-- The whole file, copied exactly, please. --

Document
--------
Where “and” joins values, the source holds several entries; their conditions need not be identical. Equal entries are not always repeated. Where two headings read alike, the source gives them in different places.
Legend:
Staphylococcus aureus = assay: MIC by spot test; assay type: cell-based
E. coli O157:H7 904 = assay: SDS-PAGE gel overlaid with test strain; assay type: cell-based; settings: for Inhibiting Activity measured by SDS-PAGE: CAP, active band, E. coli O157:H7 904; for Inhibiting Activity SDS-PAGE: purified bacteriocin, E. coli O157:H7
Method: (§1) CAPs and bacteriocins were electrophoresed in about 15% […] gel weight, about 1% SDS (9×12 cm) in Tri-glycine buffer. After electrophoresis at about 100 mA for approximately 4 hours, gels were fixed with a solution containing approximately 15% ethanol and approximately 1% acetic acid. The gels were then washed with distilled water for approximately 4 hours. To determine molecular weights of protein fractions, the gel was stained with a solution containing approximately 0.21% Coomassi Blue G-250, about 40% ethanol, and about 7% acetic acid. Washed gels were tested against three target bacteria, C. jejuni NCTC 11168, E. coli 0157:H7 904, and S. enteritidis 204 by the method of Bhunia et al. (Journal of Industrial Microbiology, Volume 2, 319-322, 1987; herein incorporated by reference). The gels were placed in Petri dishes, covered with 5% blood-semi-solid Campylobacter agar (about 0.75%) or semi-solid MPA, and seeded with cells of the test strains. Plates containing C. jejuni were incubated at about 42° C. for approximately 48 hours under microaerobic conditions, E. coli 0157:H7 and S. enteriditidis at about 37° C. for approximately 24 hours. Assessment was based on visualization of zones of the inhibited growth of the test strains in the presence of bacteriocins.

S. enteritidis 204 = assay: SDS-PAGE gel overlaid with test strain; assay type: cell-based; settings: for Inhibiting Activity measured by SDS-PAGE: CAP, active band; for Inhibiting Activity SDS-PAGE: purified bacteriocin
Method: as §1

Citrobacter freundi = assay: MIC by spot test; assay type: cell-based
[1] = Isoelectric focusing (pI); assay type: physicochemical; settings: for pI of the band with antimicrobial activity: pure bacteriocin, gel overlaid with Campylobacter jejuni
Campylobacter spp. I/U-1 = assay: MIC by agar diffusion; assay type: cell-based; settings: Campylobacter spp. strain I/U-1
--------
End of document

Where “and” joins values, the source holds several entries; their conditions need not be identical. Equal entries are not always repeated. Where two headings read alike, the source gives them in different places.
Legend:
Staphylococcus aureus = assay: MIC by spot test; assay type: cell-based
E. coli O157:H7 904 = assay: SDS-PAGE gel overlaid with test strain; assay type: cell-based; settings: for Inhibiting Activity measured by SDS-PAGE: CAP, active band, E. coli O157:H7 904; for Inhibiting Activity SDS-PAGE: purified bacteriocin, E. coli O157:H7
Method: (§1) CAPs and bacteriocins were electrophoresed in about 15% […] gel weight, about 1% SDS (9×12 cm) in Tri-glycine buffer. After electrophoresis at about 100 mA for approximately 4 hours, gels were fixed with a solution containing approximately 15% ethanol and approximately 1% acetic acid. The gels were then washed with distilled water for approximately 4 hours. To determine molecular weights of protein fractions, the gel was stained with a solution containing approximately 0.21% Coomassi Blue G-250, about 40% ethanol, and about 7% acetic acid. Washed gels were tested against three target bacteria, C. jejuni NCTC 11168, E. coli 0157:H7 904, and S. enteritidis 204 by the method of Bhunia et al. (Journal of Industrial Microbiology, Volume 2, 319-322, 1987; herein incorporated by reference). The gels were placed in Petri dishes, covered with 5% blood-semi-solid Campylobacter agar (about 0.75%) or semi-solid MPA, and seeded with cells of the test strains. Plates containing C. jejuni were incubated at about 42° C. for approximately 48 hours under microaerobic conditions, E. coli 0157:H7 and S. enteriditidis at about 37° C. for approximately 24 hours. Assessment was based on visualization of zones of the inhibited growth of the test strains in the presence of bacteriocins.

S. enteritidis 204 = assay: SDS-PAGE gel overlaid with test strain; assay type: cell-based; settings: for Inhibiting Activity measured by SDS-PAGE: CAP, active band; for Inhibiting Activity SDS-PAGE: purified bacteriocin
Method: as §1

Citrobacter freundi = assay: MIC by spot test; assay type: cell-based
[1] = Isoelectric focusing (pI); assay type: physicochemical; settings: for pI of the band with antimicrobial activity: pure bacteriocin, gel overlaid with Campylobacter jejuni
Campylobacter spp. I/U-1 = assay: MIC by agar diffusion; assay type: cell-based; settings: Campylobacter spp. strain I/U-1